Africa Could be Significant LNG Importer by 2025
Africa could become a significant global market for imported LNG by 2025, with Egypt the main driver, as more countries eye gas-to-power projects, a senior official at Total said on Tuesday.
With hundreds of millions of people living without electricity in the world's poorest continent, African countries are increasingly turning to gas to take advantage of lower global LNG prices amid a supply glut.
"It could be collectively a 20 to 30 million tons per year market by 2025," Tom Earl, vice president of gas and power development at the French oil major, said on the sidelines of a gas conference in Cape Town.
He said Egypt could be importing between 15 million-20 million tons annually within a decade, although actual volumes would depend on the development of its huge Zohr gas field, which had an estimated 30 trillion cubic feet of gas.
West Africa was seen importing five million tons a year, Southern Africa four million and Morocco two million tons by 2025, Earl said.
Egypt aims to import between 110 and 120 cargos of liquefied natural gas in 2017, the state-owned Egyptian Natural Gas Holding company (EGAS) said in June.
"Africa really is going to take a central role, the projects may be typically of smaller scale, but nevertheless they will collectively be very important," said Earl.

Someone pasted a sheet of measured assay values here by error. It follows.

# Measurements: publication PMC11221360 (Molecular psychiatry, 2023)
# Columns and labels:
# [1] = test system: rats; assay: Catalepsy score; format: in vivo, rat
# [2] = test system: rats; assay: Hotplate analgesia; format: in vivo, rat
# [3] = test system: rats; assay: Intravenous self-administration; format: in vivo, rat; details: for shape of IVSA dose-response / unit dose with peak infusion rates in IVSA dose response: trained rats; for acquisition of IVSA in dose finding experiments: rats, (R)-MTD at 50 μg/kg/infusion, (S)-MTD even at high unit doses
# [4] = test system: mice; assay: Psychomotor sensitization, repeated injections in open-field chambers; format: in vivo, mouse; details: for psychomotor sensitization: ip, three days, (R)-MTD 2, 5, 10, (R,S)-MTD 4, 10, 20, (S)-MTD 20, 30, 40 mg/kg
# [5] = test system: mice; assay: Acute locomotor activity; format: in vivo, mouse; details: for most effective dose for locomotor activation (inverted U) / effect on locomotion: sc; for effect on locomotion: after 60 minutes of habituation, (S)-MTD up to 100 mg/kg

He said Total was focusing on gas-to-power projects around the world and wanted to develop downstream markets to increase the uptake of gas, which is seen as a cleaner alternative to harmful coal-fired plants.
"Total is willing to invest further downstream and that's important for us because it is developing future demand, future markets," he said.
He said Total was considering all aspects of South Africa's plans to build two gas-to-power projects with a combined 3,126 megawatt capacity to diversify electricity production away from more environmentally damaging coal plants.
The projects, estimated to cost around 50 billion rand ($3.7 billion), will initially require about 1.6 million tons of imported gas.
Meanwhile, the Ivory Coast signed a partnership pact on Tuesday to create a consortium headed by Total to build an LNG import terminal that could begin receiving gas shipments by mid-2018.
Ivory Coast has emerged from years of political turmoil to become one of Africa's fastest growing economies and demand for electricity is increasing by 10 percent annually, according to the energy ministry.
The project aims to conceive, build and operate a floating storage regasification unit (FSRU) with initial capacity of 100 million cubic feet that would gradually be brought up to 500 million cubic feet, according to an energy ministry statement.
The ministry estimated the cost at $200 million. Other members of the consortium include Royal Dutch Shell, Houston-based Endeavor Energy, Ivory Coast state oil company Petroci, CI-Energies, Azerbaijan's SOCAR and Golar LNG.
Total is managing its portfolio and allocating investment to position itself for profitable medium term growth with the following priorities:
• Lowering the breakeven of oil portfolio, both Upstream and Downstream
• Expanding along the full gas value chain
• Capitalizing on customer-focused culture to grow its marketing and services positions
• Positioning in low carbon energy business.